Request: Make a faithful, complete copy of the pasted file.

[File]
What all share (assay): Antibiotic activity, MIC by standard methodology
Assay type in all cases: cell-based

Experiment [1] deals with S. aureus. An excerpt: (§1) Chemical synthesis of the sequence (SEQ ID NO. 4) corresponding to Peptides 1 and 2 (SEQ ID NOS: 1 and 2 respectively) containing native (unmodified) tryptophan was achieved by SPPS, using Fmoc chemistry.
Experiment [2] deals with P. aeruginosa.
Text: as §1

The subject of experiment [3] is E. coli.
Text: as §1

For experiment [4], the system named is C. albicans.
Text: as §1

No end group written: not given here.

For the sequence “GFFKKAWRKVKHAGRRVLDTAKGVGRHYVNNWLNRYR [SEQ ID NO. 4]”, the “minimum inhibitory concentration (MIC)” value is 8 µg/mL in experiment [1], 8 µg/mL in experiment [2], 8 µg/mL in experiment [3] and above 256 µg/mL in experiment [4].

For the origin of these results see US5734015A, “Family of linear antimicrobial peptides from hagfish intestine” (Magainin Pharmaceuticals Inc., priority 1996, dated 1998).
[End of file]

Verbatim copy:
What all share (assay): Antibiotic activity, MIC by standard methodology
Assay type in all cases: cell-based

Experiment [1] deals with S. aureus. An excerpt: (§1) Chemical synthesis of the sequence (SEQ ID NO. 4) corresponding to Peptides 1 and 2 (SEQ ID NOS: 1 and 2 respectively) containing native (unmodified) tryptophan was achieved by SPPS, using Fmoc chemistry.
Experiment [2] deals with P. aeruginosa.
Text: as §1

The subject of experiment [3] is E. coli.
Text: as §1

For experiment [4], the system named is C. albicans.
Text: as §1

No end group written: not given here.

For the sequence “GFFKKAWRKVKHAGRRVLDTAKGVGRHYVNNWLNRYR [SEQ ID NO. 4]”, the “minimum inhibitory concentration (MIC)” value is 8 µg/mL in experiment [1], 8 µg/mL in experiment [2], 8 µg/mL in experiment [3] and above 256 µg/mL in experiment [4].

For the origin of these results see US5734015A, “Family of linear antimicrobial peptides from hagfish intestine” (Magainin Pharmaceuticals Inc., priority 1996, dated 1998).